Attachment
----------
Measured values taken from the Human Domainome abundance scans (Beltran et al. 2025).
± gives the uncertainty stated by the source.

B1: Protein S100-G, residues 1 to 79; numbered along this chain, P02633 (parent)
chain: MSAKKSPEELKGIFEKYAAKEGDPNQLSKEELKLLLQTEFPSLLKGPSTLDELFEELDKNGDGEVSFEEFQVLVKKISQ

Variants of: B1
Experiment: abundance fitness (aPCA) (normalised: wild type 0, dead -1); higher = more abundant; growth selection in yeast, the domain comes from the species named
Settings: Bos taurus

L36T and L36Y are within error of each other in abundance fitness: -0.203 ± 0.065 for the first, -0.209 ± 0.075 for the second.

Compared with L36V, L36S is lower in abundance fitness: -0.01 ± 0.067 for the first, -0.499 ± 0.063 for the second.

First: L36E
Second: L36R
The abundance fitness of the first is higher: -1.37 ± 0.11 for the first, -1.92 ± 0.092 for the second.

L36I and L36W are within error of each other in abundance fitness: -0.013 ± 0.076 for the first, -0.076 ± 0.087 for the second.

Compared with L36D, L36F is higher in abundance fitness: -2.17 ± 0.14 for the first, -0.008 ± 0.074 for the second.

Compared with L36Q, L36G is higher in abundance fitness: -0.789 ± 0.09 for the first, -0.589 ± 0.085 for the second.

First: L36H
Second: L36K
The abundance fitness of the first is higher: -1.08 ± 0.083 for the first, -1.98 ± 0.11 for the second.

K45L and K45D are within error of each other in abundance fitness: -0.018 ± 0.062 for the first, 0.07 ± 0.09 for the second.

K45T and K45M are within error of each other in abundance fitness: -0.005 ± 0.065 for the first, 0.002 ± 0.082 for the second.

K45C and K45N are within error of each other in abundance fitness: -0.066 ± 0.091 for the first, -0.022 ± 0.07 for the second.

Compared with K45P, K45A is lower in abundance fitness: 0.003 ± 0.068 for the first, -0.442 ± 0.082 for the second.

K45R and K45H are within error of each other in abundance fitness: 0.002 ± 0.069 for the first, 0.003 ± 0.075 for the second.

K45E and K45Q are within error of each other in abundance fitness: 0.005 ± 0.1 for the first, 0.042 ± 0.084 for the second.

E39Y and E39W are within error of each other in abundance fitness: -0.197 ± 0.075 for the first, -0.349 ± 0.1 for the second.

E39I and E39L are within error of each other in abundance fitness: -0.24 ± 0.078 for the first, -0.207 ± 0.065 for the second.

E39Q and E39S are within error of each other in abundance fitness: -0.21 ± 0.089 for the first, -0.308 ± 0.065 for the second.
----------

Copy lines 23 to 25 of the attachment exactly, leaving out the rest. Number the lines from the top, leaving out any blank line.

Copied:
K45R and K45H are within error of each other in abundance fitness: 0.002 ± 0.069 for the first, 0.003 ± 0.075 for the second.

K45E and K45Q are within error of each other in abundance fitness: 0.005 ± 0.1 for the first, 0.042 ± 0.084 for the second.

E39Y and E39W are within error of each other in abundance fitness: -0.197 ± 0.075 for the first, -0.349 ± 0.1 for the second.